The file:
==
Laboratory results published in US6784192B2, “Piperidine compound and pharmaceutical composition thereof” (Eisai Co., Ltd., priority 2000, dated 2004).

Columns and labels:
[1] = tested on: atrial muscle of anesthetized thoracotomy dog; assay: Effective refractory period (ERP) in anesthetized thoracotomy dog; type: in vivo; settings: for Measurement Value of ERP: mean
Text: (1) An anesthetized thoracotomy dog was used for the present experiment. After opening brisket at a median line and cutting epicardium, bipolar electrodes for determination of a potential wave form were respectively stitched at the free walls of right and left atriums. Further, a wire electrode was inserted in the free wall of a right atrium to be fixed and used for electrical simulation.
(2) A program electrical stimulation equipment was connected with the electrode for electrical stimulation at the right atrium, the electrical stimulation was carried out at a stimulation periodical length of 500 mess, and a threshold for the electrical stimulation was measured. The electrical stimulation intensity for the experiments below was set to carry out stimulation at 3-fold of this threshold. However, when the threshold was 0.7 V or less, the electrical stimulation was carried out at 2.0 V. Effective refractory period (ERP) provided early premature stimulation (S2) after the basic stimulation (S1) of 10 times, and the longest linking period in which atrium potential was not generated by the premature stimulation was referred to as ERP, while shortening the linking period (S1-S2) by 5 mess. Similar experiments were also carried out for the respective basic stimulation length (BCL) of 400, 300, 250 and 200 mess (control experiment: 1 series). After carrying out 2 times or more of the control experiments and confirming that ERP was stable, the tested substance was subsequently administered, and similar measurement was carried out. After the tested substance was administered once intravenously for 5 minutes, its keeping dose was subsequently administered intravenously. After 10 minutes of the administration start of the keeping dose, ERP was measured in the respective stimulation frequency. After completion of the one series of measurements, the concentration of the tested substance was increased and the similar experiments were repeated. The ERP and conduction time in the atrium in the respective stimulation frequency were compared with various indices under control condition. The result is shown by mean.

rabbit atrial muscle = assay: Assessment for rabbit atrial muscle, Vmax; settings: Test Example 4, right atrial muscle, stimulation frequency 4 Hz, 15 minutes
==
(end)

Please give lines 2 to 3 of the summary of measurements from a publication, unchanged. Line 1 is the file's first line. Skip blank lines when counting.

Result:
Columns and labels:
[1] = tested on: atrial muscle of anesthetized thoracotomy dog; assay: Effective refractory period (ERP) in anesthetized thoracotomy dog; type: in vivo; settings: for Measurement Value of ERP: mean